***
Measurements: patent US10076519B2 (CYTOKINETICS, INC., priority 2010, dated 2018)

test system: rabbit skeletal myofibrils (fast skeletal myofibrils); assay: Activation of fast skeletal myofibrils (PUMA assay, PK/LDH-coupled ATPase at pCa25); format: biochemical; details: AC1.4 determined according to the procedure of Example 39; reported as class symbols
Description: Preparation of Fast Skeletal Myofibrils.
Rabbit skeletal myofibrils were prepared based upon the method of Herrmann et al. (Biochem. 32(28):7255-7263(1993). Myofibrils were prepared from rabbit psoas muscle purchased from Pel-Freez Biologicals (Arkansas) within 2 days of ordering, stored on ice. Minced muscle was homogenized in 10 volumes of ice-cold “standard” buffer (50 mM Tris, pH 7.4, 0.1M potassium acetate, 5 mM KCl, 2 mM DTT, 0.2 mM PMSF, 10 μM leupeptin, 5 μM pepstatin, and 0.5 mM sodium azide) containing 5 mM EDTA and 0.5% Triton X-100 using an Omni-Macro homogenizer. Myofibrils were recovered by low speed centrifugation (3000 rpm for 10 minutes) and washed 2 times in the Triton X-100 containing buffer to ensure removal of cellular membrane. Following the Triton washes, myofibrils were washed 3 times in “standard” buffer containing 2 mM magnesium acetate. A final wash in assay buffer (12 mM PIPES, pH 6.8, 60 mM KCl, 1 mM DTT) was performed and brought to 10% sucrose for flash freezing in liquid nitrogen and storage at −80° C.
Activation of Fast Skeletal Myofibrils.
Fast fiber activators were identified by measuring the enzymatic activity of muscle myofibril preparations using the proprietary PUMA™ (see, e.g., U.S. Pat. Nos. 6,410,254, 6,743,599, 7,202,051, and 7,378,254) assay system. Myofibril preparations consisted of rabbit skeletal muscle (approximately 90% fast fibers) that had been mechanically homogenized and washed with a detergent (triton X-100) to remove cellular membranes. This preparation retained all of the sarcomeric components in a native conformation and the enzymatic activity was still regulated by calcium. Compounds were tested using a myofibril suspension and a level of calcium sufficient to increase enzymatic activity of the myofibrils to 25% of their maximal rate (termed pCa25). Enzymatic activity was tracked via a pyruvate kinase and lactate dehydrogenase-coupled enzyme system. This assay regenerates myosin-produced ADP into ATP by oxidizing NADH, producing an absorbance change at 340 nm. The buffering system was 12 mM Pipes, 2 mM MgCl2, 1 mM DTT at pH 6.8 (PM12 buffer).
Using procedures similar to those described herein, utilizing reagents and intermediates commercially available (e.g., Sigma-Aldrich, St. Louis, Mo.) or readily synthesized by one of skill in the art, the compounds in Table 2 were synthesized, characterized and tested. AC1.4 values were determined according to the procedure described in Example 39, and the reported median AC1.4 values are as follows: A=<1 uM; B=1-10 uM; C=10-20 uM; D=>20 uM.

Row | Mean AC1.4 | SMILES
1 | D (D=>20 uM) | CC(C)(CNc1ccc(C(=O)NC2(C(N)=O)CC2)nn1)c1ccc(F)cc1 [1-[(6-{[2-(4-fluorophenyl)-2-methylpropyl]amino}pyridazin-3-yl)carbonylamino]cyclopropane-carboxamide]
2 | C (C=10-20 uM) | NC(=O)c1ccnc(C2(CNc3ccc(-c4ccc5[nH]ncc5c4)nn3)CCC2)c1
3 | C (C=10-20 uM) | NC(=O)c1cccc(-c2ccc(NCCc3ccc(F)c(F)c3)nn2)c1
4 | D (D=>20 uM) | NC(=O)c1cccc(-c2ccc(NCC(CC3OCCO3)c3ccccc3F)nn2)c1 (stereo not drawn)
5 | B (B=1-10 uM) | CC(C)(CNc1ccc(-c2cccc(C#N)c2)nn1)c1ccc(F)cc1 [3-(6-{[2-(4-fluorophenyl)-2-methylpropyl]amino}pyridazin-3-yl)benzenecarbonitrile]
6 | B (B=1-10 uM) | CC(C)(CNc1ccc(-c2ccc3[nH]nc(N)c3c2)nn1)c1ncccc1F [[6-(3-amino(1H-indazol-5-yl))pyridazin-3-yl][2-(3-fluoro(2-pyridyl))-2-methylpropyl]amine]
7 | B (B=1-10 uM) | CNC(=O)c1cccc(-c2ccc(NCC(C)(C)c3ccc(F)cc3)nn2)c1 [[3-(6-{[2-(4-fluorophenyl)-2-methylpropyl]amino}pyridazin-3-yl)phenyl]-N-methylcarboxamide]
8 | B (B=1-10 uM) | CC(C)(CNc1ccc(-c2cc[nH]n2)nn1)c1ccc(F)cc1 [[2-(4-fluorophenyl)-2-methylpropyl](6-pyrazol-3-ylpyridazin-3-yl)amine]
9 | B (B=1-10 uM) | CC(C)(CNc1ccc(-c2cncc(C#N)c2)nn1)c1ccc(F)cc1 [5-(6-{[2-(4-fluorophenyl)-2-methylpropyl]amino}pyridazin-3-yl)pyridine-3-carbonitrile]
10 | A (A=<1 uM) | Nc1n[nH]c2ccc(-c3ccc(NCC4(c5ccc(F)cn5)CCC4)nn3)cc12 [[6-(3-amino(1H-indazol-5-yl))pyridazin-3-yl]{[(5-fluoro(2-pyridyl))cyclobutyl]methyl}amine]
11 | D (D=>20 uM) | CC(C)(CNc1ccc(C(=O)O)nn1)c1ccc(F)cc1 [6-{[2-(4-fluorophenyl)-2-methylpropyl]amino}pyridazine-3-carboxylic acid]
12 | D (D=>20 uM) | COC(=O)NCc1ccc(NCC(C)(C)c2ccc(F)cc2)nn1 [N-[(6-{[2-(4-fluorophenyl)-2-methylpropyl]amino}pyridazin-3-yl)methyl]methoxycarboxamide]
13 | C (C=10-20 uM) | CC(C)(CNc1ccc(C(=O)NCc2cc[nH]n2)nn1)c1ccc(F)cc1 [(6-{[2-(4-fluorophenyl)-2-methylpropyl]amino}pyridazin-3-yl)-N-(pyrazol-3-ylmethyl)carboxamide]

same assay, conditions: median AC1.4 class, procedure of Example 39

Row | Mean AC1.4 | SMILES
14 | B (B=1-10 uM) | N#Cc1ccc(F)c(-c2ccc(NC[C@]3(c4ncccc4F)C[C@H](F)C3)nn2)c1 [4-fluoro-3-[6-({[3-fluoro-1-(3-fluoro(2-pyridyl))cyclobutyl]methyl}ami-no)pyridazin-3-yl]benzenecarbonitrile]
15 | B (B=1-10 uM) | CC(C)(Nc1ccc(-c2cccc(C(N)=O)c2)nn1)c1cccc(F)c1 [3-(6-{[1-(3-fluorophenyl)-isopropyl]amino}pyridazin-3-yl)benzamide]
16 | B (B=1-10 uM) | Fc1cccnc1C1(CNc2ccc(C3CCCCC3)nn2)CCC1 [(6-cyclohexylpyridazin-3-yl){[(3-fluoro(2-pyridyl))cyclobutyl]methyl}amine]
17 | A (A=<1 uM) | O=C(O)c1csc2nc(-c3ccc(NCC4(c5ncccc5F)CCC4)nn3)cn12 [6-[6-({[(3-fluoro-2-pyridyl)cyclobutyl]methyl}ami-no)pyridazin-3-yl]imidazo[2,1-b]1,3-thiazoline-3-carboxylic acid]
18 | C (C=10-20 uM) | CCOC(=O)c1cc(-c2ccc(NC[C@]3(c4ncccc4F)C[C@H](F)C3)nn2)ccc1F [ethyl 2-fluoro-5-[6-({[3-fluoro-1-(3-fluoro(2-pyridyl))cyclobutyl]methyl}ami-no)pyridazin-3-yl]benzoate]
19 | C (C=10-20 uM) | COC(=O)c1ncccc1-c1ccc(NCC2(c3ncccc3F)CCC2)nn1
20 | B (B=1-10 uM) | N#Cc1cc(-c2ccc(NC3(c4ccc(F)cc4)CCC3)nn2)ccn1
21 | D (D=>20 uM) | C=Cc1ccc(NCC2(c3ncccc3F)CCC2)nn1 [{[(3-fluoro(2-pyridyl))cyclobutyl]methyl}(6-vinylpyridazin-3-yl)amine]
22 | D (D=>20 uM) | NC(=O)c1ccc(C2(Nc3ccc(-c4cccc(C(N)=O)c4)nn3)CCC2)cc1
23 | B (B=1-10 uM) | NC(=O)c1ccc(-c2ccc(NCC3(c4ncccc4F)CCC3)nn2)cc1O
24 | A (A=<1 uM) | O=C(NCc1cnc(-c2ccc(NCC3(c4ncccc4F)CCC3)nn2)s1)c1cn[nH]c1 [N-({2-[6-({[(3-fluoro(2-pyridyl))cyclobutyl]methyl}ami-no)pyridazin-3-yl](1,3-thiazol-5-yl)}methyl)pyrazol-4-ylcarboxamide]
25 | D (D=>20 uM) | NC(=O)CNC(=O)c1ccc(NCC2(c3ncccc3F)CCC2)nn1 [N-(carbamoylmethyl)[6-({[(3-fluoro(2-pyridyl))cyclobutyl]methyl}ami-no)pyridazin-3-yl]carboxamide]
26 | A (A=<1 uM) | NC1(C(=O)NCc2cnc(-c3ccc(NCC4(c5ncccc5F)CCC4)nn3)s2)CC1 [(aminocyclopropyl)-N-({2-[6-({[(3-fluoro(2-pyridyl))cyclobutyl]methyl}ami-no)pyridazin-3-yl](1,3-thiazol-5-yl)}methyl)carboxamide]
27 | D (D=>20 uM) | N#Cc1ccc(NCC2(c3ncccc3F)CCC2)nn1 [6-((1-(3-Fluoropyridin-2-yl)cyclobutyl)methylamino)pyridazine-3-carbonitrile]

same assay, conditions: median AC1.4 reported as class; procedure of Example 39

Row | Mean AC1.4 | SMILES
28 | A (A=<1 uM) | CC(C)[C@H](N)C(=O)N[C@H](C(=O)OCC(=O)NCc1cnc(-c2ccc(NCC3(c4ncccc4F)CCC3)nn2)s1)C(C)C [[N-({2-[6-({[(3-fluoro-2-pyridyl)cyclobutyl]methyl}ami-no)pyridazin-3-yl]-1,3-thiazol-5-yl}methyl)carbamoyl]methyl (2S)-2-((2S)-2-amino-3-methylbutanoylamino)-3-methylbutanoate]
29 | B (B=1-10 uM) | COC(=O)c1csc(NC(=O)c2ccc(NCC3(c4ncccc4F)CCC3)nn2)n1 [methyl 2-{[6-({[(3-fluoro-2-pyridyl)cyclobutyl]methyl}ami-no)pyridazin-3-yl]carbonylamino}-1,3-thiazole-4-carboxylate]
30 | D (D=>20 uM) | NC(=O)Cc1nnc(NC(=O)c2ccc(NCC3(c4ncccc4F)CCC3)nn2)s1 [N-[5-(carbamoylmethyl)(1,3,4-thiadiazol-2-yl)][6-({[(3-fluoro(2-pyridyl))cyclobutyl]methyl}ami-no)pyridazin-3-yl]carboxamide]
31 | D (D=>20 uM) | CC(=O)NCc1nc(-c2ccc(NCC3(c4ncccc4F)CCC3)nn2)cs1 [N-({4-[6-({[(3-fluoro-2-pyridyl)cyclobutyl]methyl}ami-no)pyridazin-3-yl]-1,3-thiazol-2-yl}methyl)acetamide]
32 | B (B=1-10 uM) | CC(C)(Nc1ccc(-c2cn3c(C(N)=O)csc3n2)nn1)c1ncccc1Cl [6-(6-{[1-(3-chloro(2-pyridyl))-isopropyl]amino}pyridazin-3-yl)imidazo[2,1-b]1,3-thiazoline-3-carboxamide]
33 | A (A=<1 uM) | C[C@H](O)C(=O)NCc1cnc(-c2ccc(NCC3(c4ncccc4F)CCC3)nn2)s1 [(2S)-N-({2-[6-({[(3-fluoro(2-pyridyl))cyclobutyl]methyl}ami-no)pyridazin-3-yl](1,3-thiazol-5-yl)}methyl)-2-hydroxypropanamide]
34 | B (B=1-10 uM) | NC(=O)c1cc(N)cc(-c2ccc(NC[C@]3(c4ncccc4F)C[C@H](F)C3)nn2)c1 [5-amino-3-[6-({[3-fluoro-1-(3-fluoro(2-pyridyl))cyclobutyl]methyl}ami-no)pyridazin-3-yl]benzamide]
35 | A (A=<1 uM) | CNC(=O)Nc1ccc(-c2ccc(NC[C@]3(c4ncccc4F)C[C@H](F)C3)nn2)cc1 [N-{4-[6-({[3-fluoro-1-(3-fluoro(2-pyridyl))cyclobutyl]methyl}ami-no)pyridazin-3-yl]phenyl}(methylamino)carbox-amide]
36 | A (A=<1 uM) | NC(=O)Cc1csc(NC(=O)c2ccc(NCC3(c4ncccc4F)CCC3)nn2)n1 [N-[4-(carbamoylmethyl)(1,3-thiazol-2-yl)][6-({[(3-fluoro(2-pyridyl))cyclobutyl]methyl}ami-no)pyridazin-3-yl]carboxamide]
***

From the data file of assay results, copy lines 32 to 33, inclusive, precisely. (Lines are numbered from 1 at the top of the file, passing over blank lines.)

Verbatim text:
22 | D (D=>20 uM) | NC(=O)c1ccc(C2(Nc3ccc(-c4cccc(C(N)=O)c4)nn3)CCC2)cc1
23 | B (B=1-10 uM) | NC(=O)c1ccc(-c2ccc(NCC3(c4ncccc4F)CCC3)nn2)cc1O